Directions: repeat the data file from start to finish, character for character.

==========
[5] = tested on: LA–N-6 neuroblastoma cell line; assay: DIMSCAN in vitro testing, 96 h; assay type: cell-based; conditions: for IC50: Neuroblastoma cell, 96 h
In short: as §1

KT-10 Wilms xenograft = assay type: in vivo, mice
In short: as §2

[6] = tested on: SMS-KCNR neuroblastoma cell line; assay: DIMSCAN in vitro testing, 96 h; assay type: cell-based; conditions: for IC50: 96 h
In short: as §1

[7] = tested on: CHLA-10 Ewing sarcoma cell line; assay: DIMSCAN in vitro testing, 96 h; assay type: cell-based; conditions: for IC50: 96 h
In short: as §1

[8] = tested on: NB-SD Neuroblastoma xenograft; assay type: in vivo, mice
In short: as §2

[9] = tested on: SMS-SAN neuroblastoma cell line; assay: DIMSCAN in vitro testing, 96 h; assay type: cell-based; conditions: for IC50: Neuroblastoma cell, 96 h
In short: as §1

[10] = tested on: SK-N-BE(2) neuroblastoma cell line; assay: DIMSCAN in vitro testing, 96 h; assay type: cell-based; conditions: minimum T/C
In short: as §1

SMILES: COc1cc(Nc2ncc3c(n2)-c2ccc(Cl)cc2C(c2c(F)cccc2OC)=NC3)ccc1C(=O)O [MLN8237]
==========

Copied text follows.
[5] = tested on: LA–N-6 neuroblastoma cell line; assay: DIMSCAN in vitro testing, 96 h; assay type: cell-based; conditions: for IC50: Neuroblastoma cell, 96 h
In short: as §1

KT-10 Wilms xenograft = assay type: in vivo, mice
In short: as §2

[6] = tested on: SMS-KCNR neuroblastoma cell line; assay: DIMSCAN in vitro testing, 96 h; assay type: cell-based; conditions: for IC50: 96 h
In short: as §1

[7] = tested on: CHLA-10 Ewing sarcoma cell line; assay: DIMSCAN in vitro testing, 96 h; assay type: cell-based; conditions: for IC50: 96 h
In short: as §1

[8] = tested on: NB-SD Neuroblastoma xenograft; assay type: in vivo, mice
In short: as §2

[9] = tested on: SMS-SAN neuroblastoma cell line; assay: DIMSCAN in vitro testing, 96 h; assay type: cell-based; conditions: for IC50: Neuroblastoma cell, 96 h
In short: as §1

[10] = tested on: SK-N-BE(2) neuroblastoma cell line; assay: DIMSCAN in vitro testing, 96 h; assay type: cell-based; conditions: minimum T/C
In short: as §1

SMILES: COc1cc(Nc2ncc3c(n2)-c2ccc(Cl)cc2C(c2c(F)cccc2OC)=NC3)ccc1C(=O)O [MLN8237]